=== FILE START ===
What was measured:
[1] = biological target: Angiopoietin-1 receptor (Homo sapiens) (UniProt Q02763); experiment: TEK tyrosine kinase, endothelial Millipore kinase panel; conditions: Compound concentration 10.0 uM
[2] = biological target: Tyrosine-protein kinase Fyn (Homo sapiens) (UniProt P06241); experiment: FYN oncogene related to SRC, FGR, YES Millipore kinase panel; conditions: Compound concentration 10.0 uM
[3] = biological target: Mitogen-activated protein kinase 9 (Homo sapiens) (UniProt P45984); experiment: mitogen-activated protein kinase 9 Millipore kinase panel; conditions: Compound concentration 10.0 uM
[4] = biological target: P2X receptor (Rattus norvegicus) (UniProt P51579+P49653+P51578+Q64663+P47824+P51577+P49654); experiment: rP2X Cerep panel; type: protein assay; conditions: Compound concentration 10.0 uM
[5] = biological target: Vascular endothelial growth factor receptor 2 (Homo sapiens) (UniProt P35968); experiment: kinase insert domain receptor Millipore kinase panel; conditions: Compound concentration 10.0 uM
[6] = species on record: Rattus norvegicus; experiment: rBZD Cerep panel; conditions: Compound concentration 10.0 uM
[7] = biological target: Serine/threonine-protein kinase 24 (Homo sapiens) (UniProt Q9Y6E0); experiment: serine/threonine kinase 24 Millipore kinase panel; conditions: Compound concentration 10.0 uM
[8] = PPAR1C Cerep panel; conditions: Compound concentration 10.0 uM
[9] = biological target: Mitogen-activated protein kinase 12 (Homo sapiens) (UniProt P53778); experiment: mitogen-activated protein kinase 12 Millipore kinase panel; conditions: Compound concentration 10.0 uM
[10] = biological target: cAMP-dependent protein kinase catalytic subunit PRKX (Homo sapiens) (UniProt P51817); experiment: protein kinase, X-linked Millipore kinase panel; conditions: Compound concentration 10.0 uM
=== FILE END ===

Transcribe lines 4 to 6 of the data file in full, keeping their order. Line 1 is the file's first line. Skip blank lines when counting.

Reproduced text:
[3] = biological target: Mitogen-activated protein kinase 9 (Homo sapiens) (UniProt P45984); experiment: mitogen-activated protein kinase 9 Millipore kinase panel; conditions: Compound concentration 10.0 uM
[4] = biological target: P2X receptor (Rattus norvegicus) (UniProt P51579+P49653+P51578+Q64663+P47824+P51577+P49654); experiment: rP2X Cerep panel; type: protein assay; conditions: Compound concentration 10.0 uM
[5] = biological target: Vascular endothelial growth factor receptor 2 (Homo sapiens) (UniProt P35968); experiment: kinase insert domain receptor Millipore kinase panel; conditions: Compound concentration 10.0 uM